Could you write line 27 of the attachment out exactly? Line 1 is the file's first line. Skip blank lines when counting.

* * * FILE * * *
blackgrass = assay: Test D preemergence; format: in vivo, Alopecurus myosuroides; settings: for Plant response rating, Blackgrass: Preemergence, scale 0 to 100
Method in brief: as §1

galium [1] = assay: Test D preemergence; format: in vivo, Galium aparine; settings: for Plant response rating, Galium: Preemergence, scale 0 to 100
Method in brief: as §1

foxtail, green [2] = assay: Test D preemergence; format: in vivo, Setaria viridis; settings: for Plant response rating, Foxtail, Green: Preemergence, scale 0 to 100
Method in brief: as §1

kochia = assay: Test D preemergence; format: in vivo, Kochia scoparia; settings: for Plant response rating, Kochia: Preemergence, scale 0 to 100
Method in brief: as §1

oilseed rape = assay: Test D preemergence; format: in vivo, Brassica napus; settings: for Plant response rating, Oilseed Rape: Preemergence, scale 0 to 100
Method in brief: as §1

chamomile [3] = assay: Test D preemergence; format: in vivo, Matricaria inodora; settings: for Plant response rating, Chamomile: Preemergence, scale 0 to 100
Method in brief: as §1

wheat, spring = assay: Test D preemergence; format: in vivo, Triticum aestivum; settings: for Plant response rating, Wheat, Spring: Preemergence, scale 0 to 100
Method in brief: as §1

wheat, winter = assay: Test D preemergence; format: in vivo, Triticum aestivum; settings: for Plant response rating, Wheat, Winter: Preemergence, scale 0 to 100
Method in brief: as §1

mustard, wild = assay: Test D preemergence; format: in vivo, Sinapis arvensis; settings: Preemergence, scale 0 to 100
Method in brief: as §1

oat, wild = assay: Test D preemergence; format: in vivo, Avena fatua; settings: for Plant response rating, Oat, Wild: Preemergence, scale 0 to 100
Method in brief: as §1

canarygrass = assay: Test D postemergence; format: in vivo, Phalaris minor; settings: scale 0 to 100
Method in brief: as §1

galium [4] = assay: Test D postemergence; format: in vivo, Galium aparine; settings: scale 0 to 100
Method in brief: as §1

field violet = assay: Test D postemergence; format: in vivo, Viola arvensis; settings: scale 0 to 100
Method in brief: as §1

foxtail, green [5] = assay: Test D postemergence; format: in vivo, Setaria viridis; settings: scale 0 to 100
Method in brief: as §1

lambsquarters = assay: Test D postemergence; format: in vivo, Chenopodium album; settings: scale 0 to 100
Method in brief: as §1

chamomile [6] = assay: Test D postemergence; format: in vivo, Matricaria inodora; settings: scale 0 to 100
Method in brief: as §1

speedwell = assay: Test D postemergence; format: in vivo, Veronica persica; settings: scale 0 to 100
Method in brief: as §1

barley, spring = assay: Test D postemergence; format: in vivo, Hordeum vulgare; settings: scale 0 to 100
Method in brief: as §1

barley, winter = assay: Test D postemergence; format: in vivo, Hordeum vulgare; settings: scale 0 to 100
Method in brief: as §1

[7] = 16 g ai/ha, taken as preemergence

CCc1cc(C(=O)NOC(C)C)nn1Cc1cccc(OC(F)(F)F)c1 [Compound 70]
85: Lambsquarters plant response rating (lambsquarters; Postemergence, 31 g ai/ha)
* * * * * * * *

foxtail, green [5] = assay: Test D postemergence; format: in vivo, Setaria viridis; settings: scale 0 to 100